Malaysia's political crisis highlights crucial role of the King

  • Nation
  • Thursday, 27 Feb 2020

A file picture of Sultan Abdullah giving his speech at the opening of the second session of the 14th Parliament on March 11, 2019. – Bernama

KUALA LUMPUR (Bernama): The ongoing political crisis in the nation has brought to the fore the crucial role played by the institution of the Yang di-Pertuan Agong.

As supreme head of state, Al-Sultan Abdullah Ri'ayatuddin Al-Mustafa Billah Shah's intervention and the wisdom he exercised to seek a solution to the political crisis proved that the office of the Yang di-Pertuan Agong is not merely symbolic.

Constitutional law expert Associate Prof Dr Shamrahayu Abdul Aziz said the significance of the Yang di-Pertuan Agong's role has now come to the fore as the ongoing realignment of the political landscape warranted the King to exercise his role as mediator.

"Certain difficulties have surfaced during this political crisis, especially when dealing with some sensitive matters and legal questions not clearly stated in the Constitution.

"However, the Yang di-Pertuan Agong has demonstrated his wisdom and the people are now more confident than ever that the political crisis will be resolved smoothly. As supreme head of state, the role of His Majesty in determining who the nation's prime minister will be is the most challenging," Shamrahayu told Bernama.

Different circumstances

Last Sunday (Feb 23), several PKR and Parti Pribumi Bersatu Malaysia leaders had an audience with the Yang di-Pertuan Agong which fuelled speculation that the two parties were leaving Pakatan Harapan and looking to form a new ruling coalition.

On Monday, Tun Dr Mahathir Mohamad resigned as prime minister and chairman of Bersatu. Al-Sultan Abdullah accepted Dr Mahathir's resignation and consented to the appointment of the latter as interim prime minister.

His Majesty also revoked the appointments of the deputy prime minister, ministers, deputy ministers and political secretaries effective the same day.

Shamrahayu said the functions of the Yang di-Pertuan Agong may not have been clear to the people previously.

"The situation now is not the same as before. I think the role and power of the King have become more visible now and the institution will play a bigger role in time to come," she added.

Shamrahayu said the constitutional monarchy practised by Malaysia differed from that of England where, unlike Malaysia, any decision made by the monarchy must secure the approval of Parliament.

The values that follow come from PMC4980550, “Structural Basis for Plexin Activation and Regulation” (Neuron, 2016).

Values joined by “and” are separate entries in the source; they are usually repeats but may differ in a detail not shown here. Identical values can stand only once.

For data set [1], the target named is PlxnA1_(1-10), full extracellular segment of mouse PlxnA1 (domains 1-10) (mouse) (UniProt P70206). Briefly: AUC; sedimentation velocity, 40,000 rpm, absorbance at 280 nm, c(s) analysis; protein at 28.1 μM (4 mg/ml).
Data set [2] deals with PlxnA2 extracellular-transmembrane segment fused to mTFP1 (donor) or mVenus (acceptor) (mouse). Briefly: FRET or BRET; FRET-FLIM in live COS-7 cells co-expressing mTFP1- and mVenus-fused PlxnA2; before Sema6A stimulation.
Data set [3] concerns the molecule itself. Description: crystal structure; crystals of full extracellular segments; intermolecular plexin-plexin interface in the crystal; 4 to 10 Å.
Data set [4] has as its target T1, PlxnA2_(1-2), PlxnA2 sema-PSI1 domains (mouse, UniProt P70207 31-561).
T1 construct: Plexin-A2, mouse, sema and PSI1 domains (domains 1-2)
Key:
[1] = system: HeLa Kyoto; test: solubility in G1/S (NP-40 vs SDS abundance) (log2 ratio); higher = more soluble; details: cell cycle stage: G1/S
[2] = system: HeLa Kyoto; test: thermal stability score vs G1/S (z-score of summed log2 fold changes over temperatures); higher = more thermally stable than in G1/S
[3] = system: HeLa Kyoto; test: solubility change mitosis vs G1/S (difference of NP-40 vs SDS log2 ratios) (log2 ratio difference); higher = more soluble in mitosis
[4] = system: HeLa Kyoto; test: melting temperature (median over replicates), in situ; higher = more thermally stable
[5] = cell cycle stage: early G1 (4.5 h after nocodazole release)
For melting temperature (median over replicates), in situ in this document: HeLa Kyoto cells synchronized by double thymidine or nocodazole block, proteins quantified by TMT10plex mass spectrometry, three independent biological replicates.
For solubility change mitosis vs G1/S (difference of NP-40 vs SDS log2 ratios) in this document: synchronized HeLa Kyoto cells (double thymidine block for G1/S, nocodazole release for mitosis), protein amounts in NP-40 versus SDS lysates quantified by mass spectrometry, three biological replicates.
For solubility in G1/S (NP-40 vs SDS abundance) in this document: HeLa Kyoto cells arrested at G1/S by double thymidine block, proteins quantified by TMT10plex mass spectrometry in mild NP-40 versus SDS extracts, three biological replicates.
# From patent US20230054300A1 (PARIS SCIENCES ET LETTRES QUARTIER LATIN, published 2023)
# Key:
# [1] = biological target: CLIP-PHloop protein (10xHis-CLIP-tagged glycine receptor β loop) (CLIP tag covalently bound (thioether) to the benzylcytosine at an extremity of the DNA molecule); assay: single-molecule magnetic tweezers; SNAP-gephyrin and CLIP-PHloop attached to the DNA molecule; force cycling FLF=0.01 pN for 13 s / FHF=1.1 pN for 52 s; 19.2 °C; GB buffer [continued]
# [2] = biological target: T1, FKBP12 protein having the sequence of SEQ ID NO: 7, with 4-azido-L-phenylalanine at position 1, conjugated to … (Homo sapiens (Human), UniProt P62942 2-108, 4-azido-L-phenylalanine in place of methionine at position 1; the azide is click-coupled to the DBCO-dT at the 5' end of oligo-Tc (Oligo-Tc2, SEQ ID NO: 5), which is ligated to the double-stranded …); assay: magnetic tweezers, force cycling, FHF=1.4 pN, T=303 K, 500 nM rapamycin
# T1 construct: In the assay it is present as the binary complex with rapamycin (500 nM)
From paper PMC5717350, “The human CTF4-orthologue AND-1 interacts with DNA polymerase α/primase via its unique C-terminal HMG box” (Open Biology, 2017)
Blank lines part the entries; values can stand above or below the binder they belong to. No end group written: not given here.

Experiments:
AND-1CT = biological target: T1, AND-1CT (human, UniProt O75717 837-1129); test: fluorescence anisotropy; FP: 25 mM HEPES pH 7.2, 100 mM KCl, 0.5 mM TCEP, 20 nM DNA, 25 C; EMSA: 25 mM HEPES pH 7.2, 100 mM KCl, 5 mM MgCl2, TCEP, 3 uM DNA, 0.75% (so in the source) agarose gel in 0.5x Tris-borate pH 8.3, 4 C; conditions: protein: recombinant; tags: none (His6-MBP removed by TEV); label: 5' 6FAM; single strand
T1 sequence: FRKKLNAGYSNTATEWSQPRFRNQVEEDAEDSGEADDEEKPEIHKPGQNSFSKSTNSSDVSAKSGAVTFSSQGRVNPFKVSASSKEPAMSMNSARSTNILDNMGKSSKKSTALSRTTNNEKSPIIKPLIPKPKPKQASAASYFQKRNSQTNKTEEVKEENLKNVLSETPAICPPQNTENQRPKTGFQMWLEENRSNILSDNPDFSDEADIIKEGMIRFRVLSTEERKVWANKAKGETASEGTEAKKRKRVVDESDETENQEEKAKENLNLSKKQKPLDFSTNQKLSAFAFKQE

Al-Sultan Abdullah also made the unprecedented move of meeting and interviewing all MPs personally on Tuesday and Wednesday (Feb 25 and 26) to seek the best possible solution to the nation's political uncertainty – the first such session at federal level.

(At the state level, a meeting between former Sultan of Perak Sultan Azlan Shah and state assemblymen was convened in 2009 to resolve a political crisis in the state. Yesterday, all 56 state assemblymen in Johor were told to meet Sultan of Johor Sultan Ibrahim Iskandar to resolve the current political crisis.)

Shamrahayu said this approach would become a turning point in the nation's history in establishing a convention or constitutional practice for the country to take a stand on certain matters outlined in the Federal Constitution.

She said the move also showed that the King understood the MPs' anxiety, to the extent that His Majesty gave them space to personally express their views to him.

"The wise approach taken by the King will hopefully bring justice to all the parties concerned. It is also proof that His Majesty is performing his duties in a fair and just manner, as required in the oath of office of the Yang di-Pertuan Agong under the Fourth Schedule of the Federal Constitution," said Shamrahayu.

Constitutional provisions

The Ruler's is indicated in several provisions in the Federal Constitution, including Article 39 which states that the executive authority of the federation shall be vested in the Yang di-Pertuan Agong and exercisable by him.

In the context of the current political scenario, this provision is the basis for the appointment of an interim prime minister by the Yang di-Pertuan Agong.

"Article 40(2) provides the Yang di-Pertuan Agong discretionary power to appoint the prime minister but the person to be appointed as prime minister must be a member of Parliament who, in the King's judgement, is likely to command the confidence of the majority of the members of the Dewan Rakyat," added Shamrahayu,

Apart from the above two conditions, the Yang di-Pertuan Agong must make sure that the candidate for the office of prime minister is not a citizen by naturalisation or by registration (Article 43[7]).

She also said that another provision related to the power of the Yang di-Pertuan Agong was Article 55(2), which allows the King to dissolve or prorogue (discontinue a session of Parliament without dissolving it) Parliament.

"It's important for all Malaysians to understand the role and functions of our nation's institution of monarchy, both at the federal and state levels," she added. – Bernama

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